ENBIS edition:14 location:Linz, Austria date:21-25 September 2014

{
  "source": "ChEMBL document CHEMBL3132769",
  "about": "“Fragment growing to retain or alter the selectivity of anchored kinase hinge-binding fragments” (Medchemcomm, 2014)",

Control charts are tools developed in statistical process monitoring (SPM) to identify when a process is out-of-control. When constructing control charts, one or more tuning parameters should be chosen to obtain the desired properties. For classical control charts, approaches for this are well documented, but for multivariate control charts this still remains an open field of research. Control charts for high-dimensional data, including those based on principal component analysis (PCA) are no exception, with more complex methods designed for time-dependent data being in particular need of further elaboration. We first provide an example based overview of classical PCA-based control charts and identify the current approaches to choose their tuning parameters. Based on that discussion, we will then show how violation of the basic assumptions w.r.t. the data (e.g. with respect to autocorrelation and/or stationarity) also violates the underlying assumptions of commonly used parameter selection approaches, resulting in poor monitoring performance. An example of this is the problem of specifying the control limits based on analytic expressions that can even fail in stationary scenarios. In the case of time-dependent data, those issues are even more accentuated, and identifying a model, even for data exhibiting normal operating conditions, can be a challenge. As a result, the user is often compelled to select the tuning parameters based on inefficient trial and error approaches. In our previous research into extensions of classical PCA, which was presented to ENBIS in 2013, we compared the performance of those methods while using manually selected parameters. In this follow-up we will highlight existing, but less well-known solutions to some of these parameter selection challenges when setting up the control charts, and propose solutions for others. By addressing such issues we intend to provide a more straightforward application of PCA-based control charts in research and in practice so that these methods may be more accessible to users.